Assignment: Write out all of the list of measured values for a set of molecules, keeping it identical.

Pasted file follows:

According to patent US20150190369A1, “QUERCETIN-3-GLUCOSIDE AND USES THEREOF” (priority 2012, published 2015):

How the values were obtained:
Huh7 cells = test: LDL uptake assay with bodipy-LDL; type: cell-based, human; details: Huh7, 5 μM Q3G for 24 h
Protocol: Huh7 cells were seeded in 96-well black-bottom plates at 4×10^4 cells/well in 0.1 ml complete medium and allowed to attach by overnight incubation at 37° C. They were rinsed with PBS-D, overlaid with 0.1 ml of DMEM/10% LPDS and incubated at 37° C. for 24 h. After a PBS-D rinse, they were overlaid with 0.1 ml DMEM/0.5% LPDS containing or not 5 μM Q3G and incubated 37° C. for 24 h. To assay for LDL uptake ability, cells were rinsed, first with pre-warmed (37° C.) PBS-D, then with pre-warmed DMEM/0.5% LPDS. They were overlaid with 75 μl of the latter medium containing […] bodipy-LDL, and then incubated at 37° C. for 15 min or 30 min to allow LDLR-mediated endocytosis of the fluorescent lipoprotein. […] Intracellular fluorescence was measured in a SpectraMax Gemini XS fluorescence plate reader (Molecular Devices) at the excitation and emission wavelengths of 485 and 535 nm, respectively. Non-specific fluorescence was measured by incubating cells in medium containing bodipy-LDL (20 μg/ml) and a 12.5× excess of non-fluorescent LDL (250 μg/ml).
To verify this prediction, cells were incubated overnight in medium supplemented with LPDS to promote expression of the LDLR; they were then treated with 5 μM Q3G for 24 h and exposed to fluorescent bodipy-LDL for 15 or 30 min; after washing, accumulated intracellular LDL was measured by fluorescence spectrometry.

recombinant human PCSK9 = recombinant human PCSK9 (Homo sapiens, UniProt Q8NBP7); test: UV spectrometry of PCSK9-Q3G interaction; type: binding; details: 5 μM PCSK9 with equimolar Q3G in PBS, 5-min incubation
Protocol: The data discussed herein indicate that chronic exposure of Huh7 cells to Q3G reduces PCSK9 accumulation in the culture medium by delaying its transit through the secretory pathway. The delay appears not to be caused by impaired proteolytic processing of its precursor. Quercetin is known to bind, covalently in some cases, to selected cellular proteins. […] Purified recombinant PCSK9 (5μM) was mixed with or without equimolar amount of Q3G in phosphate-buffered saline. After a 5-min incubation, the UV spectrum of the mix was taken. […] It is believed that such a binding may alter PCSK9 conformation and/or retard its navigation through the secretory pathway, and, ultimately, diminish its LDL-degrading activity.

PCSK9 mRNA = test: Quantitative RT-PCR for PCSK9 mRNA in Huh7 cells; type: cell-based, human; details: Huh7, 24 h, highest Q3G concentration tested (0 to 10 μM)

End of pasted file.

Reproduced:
According to patent US20150190369A1, “QUERCETIN-3-GLUCOSIDE AND USES THEREOF” (priority 2012, published 2015):

How the values were obtained:
Huh7 cells = test: LDL uptake assay with bodipy-LDL; type: cell-based, human; details: Huh7, 5 μM Q3G for 24 h
Protocol: Huh7 cells were seeded in 96-well black-bottom plates at 4×10^4 cells/well in 0.1 ml complete medium and allowed to attach by overnight incubation at 37° C. They were rinsed with PBS-D, overlaid with 0.1 ml of DMEM/10% LPDS and incubated at 37° C. for 24 h. After a PBS-D rinse, they were overlaid with 0.1 ml DMEM/0.5% LPDS containing or not 5 μM Q3G and incubated 37° C. for 24 h. To assay for LDL uptake ability, cells were rinsed, first with pre-warmed (37° C.) PBS-D, then with pre-warmed DMEM/0.5% LPDS. They were overlaid with 75 μl of the latter medium containing […] bodipy-LDL, and then incubated at 37° C. for 15 min or 30 min to allow LDLR-mediated endocytosis of the fluorescent lipoprotein. […] Intracellular fluorescence was measured in a SpectraMax Gemini XS fluorescence plate reader (Molecular Devices) at the excitation and emission wavelengths of 485 and 535 nm, respectively. Non-specific fluorescence was measured by incubating cells in medium containing bodipy-LDL (20 μg/ml) and a 12.5× excess of non-fluorescent LDL (250 μg/ml).
To verify this prediction, cells were incubated overnight in medium supplemented with LPDS to promote expression of the LDLR; they were then treated with 5 μM Q3G for 24 h and exposed to fluorescent bodipy-LDL for 15 or 30 min; after washing, accumulated intracellular LDL was measured by fluorescence spectrometry.

recombinant human PCSK9 = recombinant human PCSK9 (Homo sapiens, UniProt Q8NBP7); test: UV spectrometry of PCSK9-Q3G interaction; type: binding; details: 5 μM PCSK9 with equimolar Q3G in PBS, 5-min incubation
Protocol: The data discussed herein indicate that chronic exposure of Huh7 cells to Q3G reduces PCSK9 accumulation in the culture medium by delaying its transit through the secretory pathway. The delay appears not to be caused by impaired proteolytic processing of its precursor. Quercetin is known to bind, covalently in some cases, to selected cellular proteins. […] Purified recombinant PCSK9 (5μM) was mixed with or without equimolar amount of Q3G in phosphate-buffered saline. After a 5-min incubation, the UV spectrum of the mix was taken. […] It is believed that such a binding may alter PCSK9 conformation and/or retard its navigation through the secretory pathway, and, ultimately, diminish its LDL-degrading activity.

PCSK9 mRNA = test: Quantitative RT-PCR for PCSK9 mRNA in Huh7 cells; type: cell-based, human; details: Huh7, 24 h, highest Q3G concentration tested (0 to 10 μM)